Has the Property Market learnt from the House Price Crash?

The property market is starting to recover from the recent housing crash witnessed and experienced around the world. However, it is a start of a recovery and certainly in our minds has not ‘recovered’ as some would like us to believe will happen very shortly or has actually happened and we just missed it.

The economic meltdown caused by the banking crisis will no doubt continue to affect the property market for some time (unless it was really caused by the introduction of HIPs) though the phoenix could rise out of the flames with some new and improved solid foundations. This possibility does potentially bring some questions to the forefront;

Are we still looking and hoping for rapid increases in property value with house prices that continue from where we left off in boom times?

Or, have we learnt from past mistakes and will ensure that these are not allowed to be repeated?

In many walks of life steady, consistent and reliable can be seen as slightly boring, dull and frankly not very exciting; BUT is this not exactly what the housing market needs for a period?

Are we really advocating a preference for our children to chase the Pete Doherty type?

Boom and bust will certainly not seem attractive to the many people who entered the market at a time where  unsustainable house prices rises were at their peak.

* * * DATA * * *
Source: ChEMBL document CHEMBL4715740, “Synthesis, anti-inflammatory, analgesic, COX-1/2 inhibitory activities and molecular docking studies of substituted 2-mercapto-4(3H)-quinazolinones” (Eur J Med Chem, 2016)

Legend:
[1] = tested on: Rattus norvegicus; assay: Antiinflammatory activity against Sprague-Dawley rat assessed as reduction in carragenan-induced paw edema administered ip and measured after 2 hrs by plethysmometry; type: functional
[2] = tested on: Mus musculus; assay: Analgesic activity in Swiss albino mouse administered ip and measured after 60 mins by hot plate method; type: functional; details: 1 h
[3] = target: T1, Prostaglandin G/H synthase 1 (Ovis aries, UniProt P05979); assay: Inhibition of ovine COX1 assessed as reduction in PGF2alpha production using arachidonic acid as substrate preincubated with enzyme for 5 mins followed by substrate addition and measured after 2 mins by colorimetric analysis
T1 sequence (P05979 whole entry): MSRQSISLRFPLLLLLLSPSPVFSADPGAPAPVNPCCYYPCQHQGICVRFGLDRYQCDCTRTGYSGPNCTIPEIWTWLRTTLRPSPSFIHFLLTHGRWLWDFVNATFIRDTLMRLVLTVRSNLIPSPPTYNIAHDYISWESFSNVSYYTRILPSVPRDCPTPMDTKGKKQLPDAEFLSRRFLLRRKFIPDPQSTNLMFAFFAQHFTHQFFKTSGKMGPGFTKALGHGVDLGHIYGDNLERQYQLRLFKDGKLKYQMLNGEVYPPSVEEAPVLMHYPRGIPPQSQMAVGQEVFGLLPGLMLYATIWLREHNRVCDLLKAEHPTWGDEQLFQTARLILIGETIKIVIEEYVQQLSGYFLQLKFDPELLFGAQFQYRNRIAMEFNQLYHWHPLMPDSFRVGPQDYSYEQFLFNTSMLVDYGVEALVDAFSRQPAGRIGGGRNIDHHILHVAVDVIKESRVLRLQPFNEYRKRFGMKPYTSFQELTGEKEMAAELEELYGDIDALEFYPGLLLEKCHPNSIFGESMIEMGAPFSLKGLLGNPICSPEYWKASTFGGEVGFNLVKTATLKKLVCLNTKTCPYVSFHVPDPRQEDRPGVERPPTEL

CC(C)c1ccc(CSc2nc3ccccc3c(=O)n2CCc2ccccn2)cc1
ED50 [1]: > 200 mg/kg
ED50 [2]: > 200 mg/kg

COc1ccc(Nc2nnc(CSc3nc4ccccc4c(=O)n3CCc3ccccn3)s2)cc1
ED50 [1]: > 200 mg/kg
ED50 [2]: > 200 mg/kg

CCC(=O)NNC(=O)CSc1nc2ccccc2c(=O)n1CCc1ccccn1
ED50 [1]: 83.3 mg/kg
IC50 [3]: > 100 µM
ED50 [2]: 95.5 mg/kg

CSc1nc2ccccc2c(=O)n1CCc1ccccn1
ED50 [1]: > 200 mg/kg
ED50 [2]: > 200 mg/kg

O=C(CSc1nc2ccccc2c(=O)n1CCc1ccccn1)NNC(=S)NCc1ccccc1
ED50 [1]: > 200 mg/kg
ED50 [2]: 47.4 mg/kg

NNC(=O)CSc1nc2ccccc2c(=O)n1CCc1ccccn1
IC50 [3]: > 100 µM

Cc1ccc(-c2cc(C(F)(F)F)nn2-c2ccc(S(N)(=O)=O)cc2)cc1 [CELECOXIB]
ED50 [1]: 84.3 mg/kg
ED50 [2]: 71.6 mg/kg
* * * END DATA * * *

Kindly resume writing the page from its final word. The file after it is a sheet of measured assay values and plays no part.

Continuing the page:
Lloyd Blankfein CEO of Goldman Sachs, told an interviewer that Goldman Sachs ‘was doing God’s work’ which he seemed quite serious about, this must make even the least religious of people shake their heads with complete dismay.

If the ‘wild child’ partner is still appearing more attractive than the solid, reliable option; recent commentary within the Guardian may question this belief and looks at the economic advantages which could be gained by many Americans by ‘walking away from negative equity’ . This is also likely to apply to a number of people within the UK and surely is not the way a socially responsible society should allow banks and the property market to head once again.

Gradual rises in the property market which return realistic and ‘sensible’ growth figures year on year are not to be feared and rejected as the way forward. It can seem many do not want to promote, publicise or work towards achieving this, even when we are so close to the recent turmoil in the property market.   Instead, the headlines continue to read in a manner which promotes a boom or bust scenario.

‘House prices to increase 40% by 2013.’

‘Property prices to fall by 10% in 2010’

I am sure there will be many parents who have said within their passed on snippets of wisdom to their children;

“Son, make as many mistakes as you like…… just do not make the same mistake twice.”

Are we already at real risk of that happening within the property market? If so, what is the solution?

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